In December 2011 the former Secretary of State, Mr Deetman, presented the report of his inquiry into sexual abuse within the Roman Catholic church. According to the report there were between 10,000 and 20, 000 victims in the Netherlands. Pierre Habets was appalled and it seemed to him as if nothing good at all could any longer be found in the faith. He realised ,however, that there are millions of people all over the world who feel genuinely supported by the Catholic faith every day. Nobody has ever denied that, and thus the idea of the artwork arose. He then contacted representatives of the church, specifically bishop Frans Wiertz and Bert Smeets, the chairman of Mea Culpa United. They were willing to talk to him, they talked together and visited the the artist`s studio several times. Habets was deeply touhced by their meeting, and already at the beginning of 2012 became convinced that it might be possible to find a positive connection, start a search for what connects people when they were willing to listen to each other with an open mind. On the basis of these first dialogues Habets considered what he could do, and he came up with a design made of polystyrene foam and gypsum. He showed this to people and listened to what they said about it, and especially to what they did not say. This experience led to a new design. In the end he has been working on it for seven long years, and now the endresult in bronze can be seen at the municipal park of Roermond. Habets does not make drawings, he works with experimental models, and he does not stop modelling until the final result has been attained. For instance, in the original clay model you can see that the Christ figure is in walking motion and holds out his hand tot he child. Habets is proud and honoured that the foundation has even received a letter from Pope Frances, in which the pope expresses his appreciation of the project. Through this project a piece of history has been written. The project means quite a lot to Habets. He sees it as a great accomplishment, the completion of a seven-years` path. At the same time it is a beginning, because the work can now start doing what it was designed to do, now in bronze, in the municipal park, because it is also a clear sign of recognition. It is tangible, it is made of bronze. It is acknowledged that things have happened that never should have happened. And… children have lost their childhood. Thus a memorial has been created which can help prevent a repitition of the past and provide a hopeful view of the future, The Road to Reconciliation.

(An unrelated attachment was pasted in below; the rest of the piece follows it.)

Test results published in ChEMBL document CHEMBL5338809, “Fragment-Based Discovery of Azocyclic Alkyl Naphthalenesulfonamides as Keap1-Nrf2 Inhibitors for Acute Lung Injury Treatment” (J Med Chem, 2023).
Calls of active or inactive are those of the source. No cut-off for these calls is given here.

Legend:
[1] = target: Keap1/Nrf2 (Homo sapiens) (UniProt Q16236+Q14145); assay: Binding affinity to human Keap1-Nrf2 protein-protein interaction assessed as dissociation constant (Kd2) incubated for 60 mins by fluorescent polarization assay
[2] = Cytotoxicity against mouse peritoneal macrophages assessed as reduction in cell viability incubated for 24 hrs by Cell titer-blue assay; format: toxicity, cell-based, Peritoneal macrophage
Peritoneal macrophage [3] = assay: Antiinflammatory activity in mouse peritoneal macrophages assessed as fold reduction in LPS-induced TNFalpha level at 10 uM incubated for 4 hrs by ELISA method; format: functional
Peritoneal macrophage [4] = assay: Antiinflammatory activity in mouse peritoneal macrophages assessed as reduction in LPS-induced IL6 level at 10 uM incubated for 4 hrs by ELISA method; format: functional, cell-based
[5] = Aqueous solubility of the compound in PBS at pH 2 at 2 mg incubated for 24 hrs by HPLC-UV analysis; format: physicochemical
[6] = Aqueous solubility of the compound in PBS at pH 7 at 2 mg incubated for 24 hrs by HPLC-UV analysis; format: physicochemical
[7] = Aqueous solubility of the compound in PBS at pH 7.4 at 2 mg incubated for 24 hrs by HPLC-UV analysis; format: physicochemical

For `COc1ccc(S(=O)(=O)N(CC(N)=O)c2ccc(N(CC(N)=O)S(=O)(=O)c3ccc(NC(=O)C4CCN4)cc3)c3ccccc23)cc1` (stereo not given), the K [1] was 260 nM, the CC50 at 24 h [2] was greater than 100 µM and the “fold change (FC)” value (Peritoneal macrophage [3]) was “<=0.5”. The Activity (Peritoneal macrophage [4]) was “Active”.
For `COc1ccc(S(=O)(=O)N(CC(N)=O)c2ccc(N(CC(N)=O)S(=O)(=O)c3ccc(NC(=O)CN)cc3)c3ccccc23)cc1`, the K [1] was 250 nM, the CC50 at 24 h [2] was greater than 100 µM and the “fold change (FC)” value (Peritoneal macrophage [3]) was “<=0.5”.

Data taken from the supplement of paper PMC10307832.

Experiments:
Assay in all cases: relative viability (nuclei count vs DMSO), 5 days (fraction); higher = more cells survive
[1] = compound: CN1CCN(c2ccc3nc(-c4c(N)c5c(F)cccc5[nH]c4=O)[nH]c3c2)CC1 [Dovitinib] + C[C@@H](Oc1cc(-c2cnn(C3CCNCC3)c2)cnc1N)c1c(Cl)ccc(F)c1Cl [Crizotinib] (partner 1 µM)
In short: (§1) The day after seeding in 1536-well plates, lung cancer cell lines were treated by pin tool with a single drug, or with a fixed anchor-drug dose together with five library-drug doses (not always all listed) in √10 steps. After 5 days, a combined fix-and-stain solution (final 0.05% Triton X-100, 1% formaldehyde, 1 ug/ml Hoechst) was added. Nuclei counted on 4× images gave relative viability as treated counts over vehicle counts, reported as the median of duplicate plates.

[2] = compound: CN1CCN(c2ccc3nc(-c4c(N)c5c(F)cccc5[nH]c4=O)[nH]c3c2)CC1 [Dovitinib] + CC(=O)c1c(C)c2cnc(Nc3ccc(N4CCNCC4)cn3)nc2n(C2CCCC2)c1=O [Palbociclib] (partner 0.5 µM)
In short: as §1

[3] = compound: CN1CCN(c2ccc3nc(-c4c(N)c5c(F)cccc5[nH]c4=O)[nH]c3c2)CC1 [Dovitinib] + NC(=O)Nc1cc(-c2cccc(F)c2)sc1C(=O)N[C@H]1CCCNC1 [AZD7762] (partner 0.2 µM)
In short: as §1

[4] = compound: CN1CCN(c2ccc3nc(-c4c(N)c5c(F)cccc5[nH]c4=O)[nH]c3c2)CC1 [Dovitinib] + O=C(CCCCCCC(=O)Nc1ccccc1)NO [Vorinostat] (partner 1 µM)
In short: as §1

The photobook shows the endresult in bronze as it can be seen at `De Kartuis` a municipal park in Roermond in the south of the Netherlands. When you move the cursor to photobook you can click on the slanted white arrows. The photobook will then fill the screen. By clicking again on the white arrows (top right), or using the esc button on your computer you can close the screen.